Thursday, October 27, 2011

Listen Here!  
Teaching Generation Text on The Brian Lehrer Show!
Listen to this article. Powered by Odiogo.comWillyn Webb and Lisa Nielsen were featured today on the 
Brian Lehrer show on 93.9 FM and and 820 AM. The Brian Lehrer show features interviews with local, national, and international newsmakers, authors, and politicians combined with listener phone calls. 

On the show we discussed the benefits of empowering students with the freedom to learn with the digital tools they own and love and  addressed the importance of going from banning to embracing the power of student-owned technology. Listen to the show below to hear why we think it is important to help students break free from being prisoners of past in a school system designed to prepare students for success in the industrial age.  


We hope after you listen, you will leave a comment here

Listen to The Brian Lehrer Show Today! Featuring the authors of "Teaching Generation Text"

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Tune in to listen to Lisa Nielsen, The Innovative Educator, and my Teaching Generation Text co-author Willyn Webb today around 10:20 EST on the Brian Lehrer show on 93.9 FM and and 820 AM. The Brian Lehrer show features interviews with local, national, and international newsmakers, authors, and politicians combined with listener phone calls.  Listen for your opportunity to call in. We'd love to hear other innovative educators on the show!!! You can also join in and leave a comment here

We plan to discuss the importance of empowering students with the freedom to learn with the digital tools they own and love. We also hope to address the importance of going from banning to embracing the power of student-owned technology and why this is important if we are to help students break free from being prisoners of past in a school system designed to prepare students for success in the industrial age.  

Wednesday, October 26, 2011

US News & World Report Spreads the Word About Empowering Students to Use Cell Phones

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US News & World Report is 
helping empower students with the freedom to learn with the tools they love with a story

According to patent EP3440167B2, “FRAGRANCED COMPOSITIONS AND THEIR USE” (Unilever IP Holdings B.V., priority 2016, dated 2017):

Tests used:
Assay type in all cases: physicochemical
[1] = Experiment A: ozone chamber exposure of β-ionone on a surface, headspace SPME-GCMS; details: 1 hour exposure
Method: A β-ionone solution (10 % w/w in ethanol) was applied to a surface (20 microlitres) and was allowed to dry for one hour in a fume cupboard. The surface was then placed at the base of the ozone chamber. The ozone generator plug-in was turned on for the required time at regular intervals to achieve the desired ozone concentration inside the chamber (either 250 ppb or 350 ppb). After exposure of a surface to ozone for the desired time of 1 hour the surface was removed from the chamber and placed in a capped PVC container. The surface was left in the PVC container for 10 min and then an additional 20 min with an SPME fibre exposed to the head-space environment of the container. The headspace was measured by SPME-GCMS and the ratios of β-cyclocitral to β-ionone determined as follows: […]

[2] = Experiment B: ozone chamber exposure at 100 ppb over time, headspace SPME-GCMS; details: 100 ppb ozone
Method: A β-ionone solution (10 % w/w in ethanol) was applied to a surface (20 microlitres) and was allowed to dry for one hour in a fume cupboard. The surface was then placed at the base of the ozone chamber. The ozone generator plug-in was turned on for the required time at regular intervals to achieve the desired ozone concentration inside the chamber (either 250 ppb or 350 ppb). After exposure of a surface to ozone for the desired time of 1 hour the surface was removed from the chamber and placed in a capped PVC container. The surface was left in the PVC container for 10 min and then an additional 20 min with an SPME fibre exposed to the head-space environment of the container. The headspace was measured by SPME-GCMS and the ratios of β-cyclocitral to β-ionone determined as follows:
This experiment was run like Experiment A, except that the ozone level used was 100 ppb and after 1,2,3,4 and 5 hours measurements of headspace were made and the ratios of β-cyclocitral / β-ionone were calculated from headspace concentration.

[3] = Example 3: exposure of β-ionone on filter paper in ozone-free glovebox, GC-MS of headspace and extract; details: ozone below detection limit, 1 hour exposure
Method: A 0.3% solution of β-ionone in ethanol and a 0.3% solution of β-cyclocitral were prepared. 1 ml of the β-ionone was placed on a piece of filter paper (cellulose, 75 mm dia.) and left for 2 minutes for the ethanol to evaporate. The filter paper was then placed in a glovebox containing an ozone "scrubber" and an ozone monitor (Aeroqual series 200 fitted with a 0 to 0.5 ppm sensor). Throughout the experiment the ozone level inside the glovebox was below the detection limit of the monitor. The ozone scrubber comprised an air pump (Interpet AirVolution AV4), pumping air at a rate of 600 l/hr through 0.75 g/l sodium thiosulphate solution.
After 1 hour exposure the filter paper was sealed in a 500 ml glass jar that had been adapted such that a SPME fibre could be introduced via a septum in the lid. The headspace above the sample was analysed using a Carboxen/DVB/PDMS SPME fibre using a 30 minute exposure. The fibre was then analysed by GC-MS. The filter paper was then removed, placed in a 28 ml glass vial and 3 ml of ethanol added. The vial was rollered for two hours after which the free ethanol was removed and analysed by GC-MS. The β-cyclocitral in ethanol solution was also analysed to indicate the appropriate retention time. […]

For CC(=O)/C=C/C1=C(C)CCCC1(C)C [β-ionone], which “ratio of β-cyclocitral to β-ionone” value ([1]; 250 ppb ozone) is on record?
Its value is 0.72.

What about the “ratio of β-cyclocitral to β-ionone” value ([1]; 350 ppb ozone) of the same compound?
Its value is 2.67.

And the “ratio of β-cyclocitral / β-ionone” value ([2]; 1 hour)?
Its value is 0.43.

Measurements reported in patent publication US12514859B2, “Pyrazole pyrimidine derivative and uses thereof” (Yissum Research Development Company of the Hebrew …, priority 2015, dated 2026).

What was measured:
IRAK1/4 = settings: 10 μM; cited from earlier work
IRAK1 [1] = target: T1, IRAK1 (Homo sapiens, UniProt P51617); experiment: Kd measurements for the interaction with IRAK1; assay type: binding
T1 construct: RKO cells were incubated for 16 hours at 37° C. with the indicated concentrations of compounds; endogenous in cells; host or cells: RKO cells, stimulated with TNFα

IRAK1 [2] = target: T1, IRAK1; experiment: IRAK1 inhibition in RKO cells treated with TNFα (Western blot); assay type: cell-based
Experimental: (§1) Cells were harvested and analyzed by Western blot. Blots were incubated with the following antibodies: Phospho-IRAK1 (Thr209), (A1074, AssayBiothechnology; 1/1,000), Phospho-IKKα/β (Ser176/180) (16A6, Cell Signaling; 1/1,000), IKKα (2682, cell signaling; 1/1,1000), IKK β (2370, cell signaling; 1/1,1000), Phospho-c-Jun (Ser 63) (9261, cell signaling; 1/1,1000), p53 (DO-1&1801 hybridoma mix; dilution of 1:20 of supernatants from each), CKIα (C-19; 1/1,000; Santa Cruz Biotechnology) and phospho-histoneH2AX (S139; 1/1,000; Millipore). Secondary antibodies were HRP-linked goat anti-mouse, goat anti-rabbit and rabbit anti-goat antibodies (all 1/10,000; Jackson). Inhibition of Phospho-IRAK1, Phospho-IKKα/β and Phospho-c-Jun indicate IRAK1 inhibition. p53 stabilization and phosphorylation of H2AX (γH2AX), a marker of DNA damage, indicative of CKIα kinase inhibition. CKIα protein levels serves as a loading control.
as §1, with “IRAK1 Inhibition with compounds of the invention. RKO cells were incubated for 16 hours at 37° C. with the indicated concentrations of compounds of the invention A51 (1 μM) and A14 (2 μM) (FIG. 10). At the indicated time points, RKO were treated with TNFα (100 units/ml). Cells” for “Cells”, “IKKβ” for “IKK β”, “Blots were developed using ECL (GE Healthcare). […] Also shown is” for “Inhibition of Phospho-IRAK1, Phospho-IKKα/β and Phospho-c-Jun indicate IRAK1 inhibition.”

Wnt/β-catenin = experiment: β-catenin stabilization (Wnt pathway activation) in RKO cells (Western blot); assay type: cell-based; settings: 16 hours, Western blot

this week called Teachers Use Cell Phones in the Classroom.  In it they feature the story 
of why Teaching Generation Text co author Willyn Webb isn't telling her high school students 
to put away their cell phones, even though they are technically banned in her district and 
why I support this practice.  

The reporter shares ways we are both using mobile devices to support learning. 
 He also shares our mantra:
"School should be preparing students for real life—and in real life, people use 
cell phones. If you're making an artificial world inside the school, you're not 
preparing them for the real world."
You can read the entire article here  

Monday, October 24, 2011

Research Using Flickr in South America

Text Talk: Classroom Stories (Adelina Moura & Ana Amelia Carvalho, Secondary Vocational Class, Portugal)
As part of the Mobile Generation2 project, we planned a teaching and learning experiment to evaluate the influence of mobile learning in students’ engagement in the activity. Students used their Mobile Phone and Mobile Flickr service. It was a field study regarding the Baroque, to be carried out using the phone, and was inserted into the curriculum development activities. Braga, in the northern of Portugal, is a Baroque city, so we asked the students, of a vocational class of Carlos Amarante Secondary School, to take some pictures of the different baroque monuments in the city, using their own cell phones, and to send them by email from the phone to the Mobile Flickr Website3. The colleagues who were in the classroom prepare the information for each monument and discuss about the features of this architectural style.

Those students whose mobile phones included a camera and had an email service went outside for data collection. The other pupils waited in the classroom for publication of the pictures on Mobile Flickr. These students, using a laptop connected to the Internet, researched information about the monuments and wrote a text to subtitle each image. Students who did the fieldwork had to send an SMS to their colleagues in the classroom to tell them about work development and to ask if there were any difficulties or requests for clarification. Students who remained in the classroom as they received messages had to give information to the teacher and prepare a response if necessary. It was an interesting collaborative learning experiment through mobile
technologies because all students participated actively and learning became more flexible, extending the teaching and learning process.

Friday, October 21, 2011

Success As Simple as a Cell Phone Calendar